Look up in the sky! It's not a bird nor a plane—on that skyscraper is a teenager in full Spider-Man spandex holding a denim backpack and cellphone and promising his aunt he'll bring home a dozen organic eggs. Meet the new face of superheroes: Marc Webb's totally teenage and totally fun take on the Spider-Man franchise. Bad buzz has haunted this reboot since its announcement as audiences found it a bit premature to stick someone else into Tobey Maguire's tights (get ready, guys—it'll happen to Batman soon enough), but while the studio's decision is a cynical cash-in, the flick itself is a charmer that deserves a chance. Will fans give it one? Enough will to make The Amazing Spider-Man worth the work—but the real test is if it can command its own sequel.
This isn't your grandfath—er—your older brother's Spider-Man, that venerable Sam Raimi classic that hearkens back all the way to 2002. Or really, it is and it isn't. To follow the Spider-Man saga means to live in an ever-looping world where parents are forever vanishing, boys are forever getting bitten by lab experiment arachnids and uncles named Ben are forever starting trouble with the wrong gun-toting thug. Boy meets girl, boy meets spider, spider meets world. The song remains the same—the difference is how the notes are played.
Where the compact Tobey Maguire played Peter Parker as an ambitious bantamweight wrestler who used his powers to try to buy a sports car, Andrew Garfield is lanky and lean with a goofball X-Games energy—he goes straight out to test how his super-skills can improve his skateboarding tricks. Maguire and Garfield were both 27—a long way from 17—when they were cast as Spider-Man, but Garfield has a fidgety youthfulness that makes it hard to believe he'll be 29 by the time this flick leaves theaters. He shuffles, he mumbles, he's cocky. He has an entire awkward scene with Gwen Stacy (Emma Stone) where he never completes a grammatical sentence and still winds up with a date. It's as if his Peter Parker was bitten by a spider and the ghost of James Dean. And weirdly, when he's in full mask and beating up bad guys, his Queens' accent goes radioactive, making him sound like an ass-kicking Andrew Dice Clay.
During filming, much of Garfield's supporting cast admitted they weren't comic book fans and it shows—they play their characters like real people who could have been imported in from a family, cop or high school drama. Martin Sheen and Sally Field's Uncle Ben and Aunt May are solid, blue collar Americans who take their adoptive parental roles seriously. Sheen is palpably frustrated that this boy won't man-up and be responsible, while Field trembles with a silent panic every time Peter Parker comes home mysteriously injured. (Note to parents: if your son comes home sweaty, bloody and starving for cold meatloaf, it's probably not a spider bite—it's bathsalts.) Emma Stone's Gwen Stacy is a smart, cool blonde who knows when to fight, but also listens when her police captain daddy (Denis Leary) orders her to sit in a police car for her own safety. Hey, being a damsel in distress is dumb. And while Rhys Ifans as Dr. Cooper-Peter's father's ex-lab partner and a pioneering scientist in gene-splicing-is fated to become a villain named The Lizard, Ifans plays him as a genuinely benevolent scientist with one painfully obvious motivation: a bright red stump that dangles where his right hand should be. He's dedicated his life to finding out how humans can regenerate limbs as easily as a gecko can regrow its tail, but in the meantime, his amputation pokes out of his button-ups as a reminder of how his science can serve mankind. You can't argue with that—until, of course, his tests go horribly wrong.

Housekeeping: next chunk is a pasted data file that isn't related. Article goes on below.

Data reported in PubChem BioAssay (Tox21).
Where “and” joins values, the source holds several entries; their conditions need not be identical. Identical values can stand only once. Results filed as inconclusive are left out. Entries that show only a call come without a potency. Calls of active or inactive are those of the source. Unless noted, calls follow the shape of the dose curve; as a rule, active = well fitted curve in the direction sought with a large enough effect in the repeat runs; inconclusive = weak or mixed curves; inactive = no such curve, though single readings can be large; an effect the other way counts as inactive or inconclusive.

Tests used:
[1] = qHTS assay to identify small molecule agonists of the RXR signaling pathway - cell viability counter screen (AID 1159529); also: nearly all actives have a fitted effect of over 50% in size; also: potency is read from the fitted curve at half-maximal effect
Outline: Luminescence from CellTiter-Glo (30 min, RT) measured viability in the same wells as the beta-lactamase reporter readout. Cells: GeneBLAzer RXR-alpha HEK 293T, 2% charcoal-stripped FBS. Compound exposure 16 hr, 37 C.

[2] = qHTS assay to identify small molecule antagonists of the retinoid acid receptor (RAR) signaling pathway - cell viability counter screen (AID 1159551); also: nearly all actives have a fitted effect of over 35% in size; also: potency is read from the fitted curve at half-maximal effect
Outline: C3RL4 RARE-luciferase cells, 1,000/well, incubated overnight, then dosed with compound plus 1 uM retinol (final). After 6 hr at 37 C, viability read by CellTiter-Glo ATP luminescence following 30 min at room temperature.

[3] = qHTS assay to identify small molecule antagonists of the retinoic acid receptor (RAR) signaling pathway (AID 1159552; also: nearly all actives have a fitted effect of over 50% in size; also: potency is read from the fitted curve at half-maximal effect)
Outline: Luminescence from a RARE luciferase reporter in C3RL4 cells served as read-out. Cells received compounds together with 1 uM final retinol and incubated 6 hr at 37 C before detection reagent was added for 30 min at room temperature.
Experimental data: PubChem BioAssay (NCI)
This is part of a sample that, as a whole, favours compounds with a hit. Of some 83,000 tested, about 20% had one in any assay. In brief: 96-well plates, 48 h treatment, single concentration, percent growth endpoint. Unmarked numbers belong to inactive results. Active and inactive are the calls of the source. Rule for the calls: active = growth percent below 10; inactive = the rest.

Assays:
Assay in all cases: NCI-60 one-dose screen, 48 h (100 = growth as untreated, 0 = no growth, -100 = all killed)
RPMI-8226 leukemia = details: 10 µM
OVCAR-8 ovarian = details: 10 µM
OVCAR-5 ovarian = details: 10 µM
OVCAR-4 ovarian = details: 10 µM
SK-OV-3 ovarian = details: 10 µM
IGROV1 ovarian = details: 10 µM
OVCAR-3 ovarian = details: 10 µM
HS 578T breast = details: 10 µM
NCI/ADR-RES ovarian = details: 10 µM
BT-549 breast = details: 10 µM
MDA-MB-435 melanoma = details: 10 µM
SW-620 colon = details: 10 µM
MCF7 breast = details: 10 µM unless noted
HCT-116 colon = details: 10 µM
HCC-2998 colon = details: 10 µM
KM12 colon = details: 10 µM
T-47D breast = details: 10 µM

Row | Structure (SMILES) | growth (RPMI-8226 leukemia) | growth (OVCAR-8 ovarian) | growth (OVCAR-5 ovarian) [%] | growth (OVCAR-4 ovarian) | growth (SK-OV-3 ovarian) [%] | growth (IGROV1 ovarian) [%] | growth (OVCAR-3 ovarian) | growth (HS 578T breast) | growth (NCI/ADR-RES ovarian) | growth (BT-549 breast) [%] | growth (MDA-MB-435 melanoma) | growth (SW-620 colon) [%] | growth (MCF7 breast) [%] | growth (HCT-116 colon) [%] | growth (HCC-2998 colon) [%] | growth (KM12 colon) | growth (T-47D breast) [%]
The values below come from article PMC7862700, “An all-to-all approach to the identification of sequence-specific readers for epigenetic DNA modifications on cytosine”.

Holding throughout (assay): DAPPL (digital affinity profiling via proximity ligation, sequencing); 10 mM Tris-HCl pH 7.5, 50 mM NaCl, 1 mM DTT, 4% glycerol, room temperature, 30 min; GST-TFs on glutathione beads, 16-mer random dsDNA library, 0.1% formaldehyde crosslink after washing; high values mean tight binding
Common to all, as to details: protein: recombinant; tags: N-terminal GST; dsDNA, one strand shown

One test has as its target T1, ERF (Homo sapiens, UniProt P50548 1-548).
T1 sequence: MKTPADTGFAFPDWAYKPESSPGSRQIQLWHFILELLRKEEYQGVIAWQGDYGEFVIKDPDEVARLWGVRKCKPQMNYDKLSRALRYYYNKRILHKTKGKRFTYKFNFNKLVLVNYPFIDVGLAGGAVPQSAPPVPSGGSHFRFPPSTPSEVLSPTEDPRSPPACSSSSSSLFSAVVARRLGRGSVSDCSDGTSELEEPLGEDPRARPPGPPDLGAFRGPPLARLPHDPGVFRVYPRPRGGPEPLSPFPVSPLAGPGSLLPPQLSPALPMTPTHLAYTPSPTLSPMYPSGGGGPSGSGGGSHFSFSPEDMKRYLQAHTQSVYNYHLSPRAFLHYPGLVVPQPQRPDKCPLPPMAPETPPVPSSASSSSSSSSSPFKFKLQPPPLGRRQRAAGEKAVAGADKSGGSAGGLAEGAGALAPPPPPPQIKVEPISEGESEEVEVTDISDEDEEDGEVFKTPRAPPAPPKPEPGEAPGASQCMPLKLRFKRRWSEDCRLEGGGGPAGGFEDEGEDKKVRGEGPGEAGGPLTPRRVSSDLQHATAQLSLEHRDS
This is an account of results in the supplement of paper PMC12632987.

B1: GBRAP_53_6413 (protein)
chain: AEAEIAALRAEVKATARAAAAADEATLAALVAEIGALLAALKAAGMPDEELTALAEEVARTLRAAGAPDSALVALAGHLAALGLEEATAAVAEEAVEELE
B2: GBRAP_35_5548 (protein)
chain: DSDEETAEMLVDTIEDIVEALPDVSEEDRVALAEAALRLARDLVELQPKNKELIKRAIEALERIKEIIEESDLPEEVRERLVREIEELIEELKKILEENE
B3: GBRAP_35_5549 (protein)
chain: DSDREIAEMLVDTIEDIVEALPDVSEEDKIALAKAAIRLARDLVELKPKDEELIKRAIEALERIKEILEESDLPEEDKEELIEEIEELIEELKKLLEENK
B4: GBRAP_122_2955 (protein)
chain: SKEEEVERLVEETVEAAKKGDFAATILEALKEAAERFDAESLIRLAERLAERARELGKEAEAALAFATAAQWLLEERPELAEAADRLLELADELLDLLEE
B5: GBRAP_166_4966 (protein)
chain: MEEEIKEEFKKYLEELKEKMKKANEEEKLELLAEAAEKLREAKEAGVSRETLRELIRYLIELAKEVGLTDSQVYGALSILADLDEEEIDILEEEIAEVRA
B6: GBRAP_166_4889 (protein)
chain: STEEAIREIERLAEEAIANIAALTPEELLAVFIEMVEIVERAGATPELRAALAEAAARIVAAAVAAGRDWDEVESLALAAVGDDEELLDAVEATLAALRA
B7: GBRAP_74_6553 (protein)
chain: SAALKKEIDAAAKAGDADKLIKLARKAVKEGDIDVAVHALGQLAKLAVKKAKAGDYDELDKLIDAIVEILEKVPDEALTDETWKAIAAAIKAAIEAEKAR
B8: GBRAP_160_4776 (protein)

The appropriately named director Marc Webb came to Hollywood's attention after ten years of shooting music videos for Good Charlotte, My Chemical Romance and Weezer. He capped off his MTV career with his first film (500) Days of Summer, a $7.5 million twisty romance starring Joseph Gordon-Levitt and Zooey Deschanel. The Amazing Spider-Man is his second movie, and when Sony gave him the keys to their key franchise, they multiplied his last budget by 30 and set him semi-loose. Webb isn't doing anything revolutionary with Spider-Man, but his two passions—youth and love—interest him more than his action set pieces. He'd rather shoot Emma Stone's swoony green eyes than Andrew Garfield throwing a punch, even though he does both just fine.
With the plot a non-issue and the chemistry between real-life couple Stone and Garfield combustible, the last variable in this paint-by-numbers pleasure is the special effects. Which look great with only two fumbling exceptions: Peter Parker's goofy two-fingered handstand and the first appearance of The Lizard, who in pre-transformation looks exactly like a frostbitten lime popsicle. (No worries—he molts into rough scales that look so realistic, you could reach into the 3D to buff your nails.) And several gorgeous setpieces more than make-up for the blunders, best of all Peter Parker's first visit to Dr. Cooper's arachnidome, a blue, rotating whirligig of spiders spinning webs in calm, crafty orbit. When Peter walks into the center of the room and gapes at this eerie biosphere, he has no idea he's standing in the middle of his destiny. We do, but it's his journey—not his destination—that makes this reboot worth the ride.
Cast: Andrew Garfield, Emma Stone, Rhys Ifans, Martin Sheen, Sally Field, Dennis Leary, Irrfan Khan
Director: Marc Webb
Screenwriters: James Vanderbilt, Alvin Sargent, Steve Kloves
Producers: Avi Arad, Laura Ziskin, Matt Tolmach
Rating: PG-13 for sequences of action and violence
Running time: 138 min.
Release date: May 3, 2012
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